An anti-mining banner at the roadblock reads: “Defend our Mother Earth from the rats.”
Guatemala sits atop a wealth of natural resources—nickel, gold, silver, and titanium—that lie beneath the country’s rich volcanic soil. In 1960, the Canadian-owned and -operated International Nickel Company (INCO) became the first transnational mining company to arrive in Guatemala. That year also marked the beginning of a 36-year civil war between the government and a slew of leftist guerrilla groups fighting over land distribution, indigenous rights, and economic equality. The conflict ended in 1996, after sweeping neoliberal economic changes were enacted and many regions of the country previously controlled by rebels were opened up to the mineral-extraction industry.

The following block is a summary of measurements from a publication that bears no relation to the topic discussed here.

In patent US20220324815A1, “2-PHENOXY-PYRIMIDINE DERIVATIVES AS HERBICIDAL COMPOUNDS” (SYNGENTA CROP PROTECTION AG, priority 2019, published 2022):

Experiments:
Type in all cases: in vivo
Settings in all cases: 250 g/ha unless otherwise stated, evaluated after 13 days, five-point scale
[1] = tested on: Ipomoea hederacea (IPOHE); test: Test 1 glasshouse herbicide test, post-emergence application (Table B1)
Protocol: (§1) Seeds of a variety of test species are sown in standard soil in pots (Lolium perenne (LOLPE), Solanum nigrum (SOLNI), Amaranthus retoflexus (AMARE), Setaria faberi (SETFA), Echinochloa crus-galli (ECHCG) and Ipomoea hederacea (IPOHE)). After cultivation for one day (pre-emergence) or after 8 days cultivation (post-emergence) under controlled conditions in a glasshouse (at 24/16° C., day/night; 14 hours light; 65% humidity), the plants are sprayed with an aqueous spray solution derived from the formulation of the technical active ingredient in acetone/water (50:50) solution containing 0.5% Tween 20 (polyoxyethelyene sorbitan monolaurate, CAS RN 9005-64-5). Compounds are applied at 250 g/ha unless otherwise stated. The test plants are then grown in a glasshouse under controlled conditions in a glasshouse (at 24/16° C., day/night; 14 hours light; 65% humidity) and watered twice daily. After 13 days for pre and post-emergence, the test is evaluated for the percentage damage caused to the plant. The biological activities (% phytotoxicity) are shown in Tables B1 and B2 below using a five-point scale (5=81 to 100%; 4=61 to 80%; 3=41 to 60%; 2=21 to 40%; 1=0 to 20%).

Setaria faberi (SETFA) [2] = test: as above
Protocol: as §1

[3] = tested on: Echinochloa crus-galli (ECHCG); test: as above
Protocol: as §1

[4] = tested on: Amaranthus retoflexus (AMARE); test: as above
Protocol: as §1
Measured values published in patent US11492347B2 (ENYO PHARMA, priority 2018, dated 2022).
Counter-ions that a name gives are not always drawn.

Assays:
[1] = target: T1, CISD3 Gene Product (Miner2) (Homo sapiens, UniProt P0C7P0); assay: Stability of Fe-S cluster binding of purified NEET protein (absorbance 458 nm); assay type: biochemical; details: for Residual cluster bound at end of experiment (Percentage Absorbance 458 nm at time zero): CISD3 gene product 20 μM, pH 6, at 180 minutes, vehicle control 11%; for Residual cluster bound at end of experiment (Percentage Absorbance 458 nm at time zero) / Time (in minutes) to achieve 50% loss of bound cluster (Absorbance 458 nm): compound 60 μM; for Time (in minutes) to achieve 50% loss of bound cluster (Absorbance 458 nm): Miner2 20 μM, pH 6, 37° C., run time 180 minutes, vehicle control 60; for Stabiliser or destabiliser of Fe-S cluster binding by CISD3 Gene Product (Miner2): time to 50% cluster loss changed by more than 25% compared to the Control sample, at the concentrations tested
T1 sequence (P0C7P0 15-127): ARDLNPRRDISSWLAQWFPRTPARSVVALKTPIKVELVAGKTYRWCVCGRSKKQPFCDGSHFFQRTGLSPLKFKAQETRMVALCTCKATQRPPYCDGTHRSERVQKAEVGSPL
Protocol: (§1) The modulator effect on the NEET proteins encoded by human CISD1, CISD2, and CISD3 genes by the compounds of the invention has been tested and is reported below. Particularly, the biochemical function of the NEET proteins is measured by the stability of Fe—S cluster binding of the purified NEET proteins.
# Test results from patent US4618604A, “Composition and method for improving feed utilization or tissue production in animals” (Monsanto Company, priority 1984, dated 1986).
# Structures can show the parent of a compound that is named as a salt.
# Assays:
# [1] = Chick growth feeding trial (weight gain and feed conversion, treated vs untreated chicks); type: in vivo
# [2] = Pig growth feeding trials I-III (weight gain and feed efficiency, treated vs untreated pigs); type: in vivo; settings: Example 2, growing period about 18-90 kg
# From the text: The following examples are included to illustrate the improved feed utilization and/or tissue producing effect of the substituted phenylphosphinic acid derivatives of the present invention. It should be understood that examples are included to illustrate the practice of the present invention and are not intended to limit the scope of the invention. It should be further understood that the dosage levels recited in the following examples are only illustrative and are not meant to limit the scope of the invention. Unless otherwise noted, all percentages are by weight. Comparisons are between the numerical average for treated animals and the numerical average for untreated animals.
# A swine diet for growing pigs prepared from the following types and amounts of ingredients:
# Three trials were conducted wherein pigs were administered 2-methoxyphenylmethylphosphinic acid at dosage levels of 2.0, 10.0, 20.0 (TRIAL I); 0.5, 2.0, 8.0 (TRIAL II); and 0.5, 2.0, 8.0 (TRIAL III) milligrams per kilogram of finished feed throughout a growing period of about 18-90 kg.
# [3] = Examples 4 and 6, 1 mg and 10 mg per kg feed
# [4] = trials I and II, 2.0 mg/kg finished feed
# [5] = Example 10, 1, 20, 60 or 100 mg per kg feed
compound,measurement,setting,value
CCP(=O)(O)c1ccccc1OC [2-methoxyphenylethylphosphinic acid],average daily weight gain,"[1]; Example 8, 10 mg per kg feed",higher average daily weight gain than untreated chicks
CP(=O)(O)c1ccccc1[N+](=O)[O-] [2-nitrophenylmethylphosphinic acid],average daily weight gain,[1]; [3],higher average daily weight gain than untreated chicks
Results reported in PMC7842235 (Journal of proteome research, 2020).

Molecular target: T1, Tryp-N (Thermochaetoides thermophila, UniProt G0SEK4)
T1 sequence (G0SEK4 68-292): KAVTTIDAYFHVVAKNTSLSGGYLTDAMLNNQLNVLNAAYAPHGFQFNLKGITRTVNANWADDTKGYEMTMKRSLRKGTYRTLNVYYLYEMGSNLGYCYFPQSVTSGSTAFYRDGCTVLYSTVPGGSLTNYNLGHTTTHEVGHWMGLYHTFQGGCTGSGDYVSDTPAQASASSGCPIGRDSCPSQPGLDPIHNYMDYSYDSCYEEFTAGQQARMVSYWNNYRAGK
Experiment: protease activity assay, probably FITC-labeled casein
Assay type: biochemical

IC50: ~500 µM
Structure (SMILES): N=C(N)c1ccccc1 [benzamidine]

Since then, the government has granted more than 400 licenses to multinational corporations, and the terms for these companies are exceptionally favorable. The government rarely receives more than 5 percent of a company’s earnings, and under the leadership of President Pérez Molina, corporations pay the government only 1 percent of the value of the minerals they extract. They also get to use local water at no cost. Mineral exploitation is a technical term for the process of mining, and in a very literal sense, communities like those near La Puya are being exploited for their gold, their water, and their wealth, with mining often leaving behind a thoroughly pillaged landscape that is utterly bereft and toxic.
Giles Clarke visited La Puya in 2013 and writes about his visits in Vice. You can see some more photographs and read the full article here.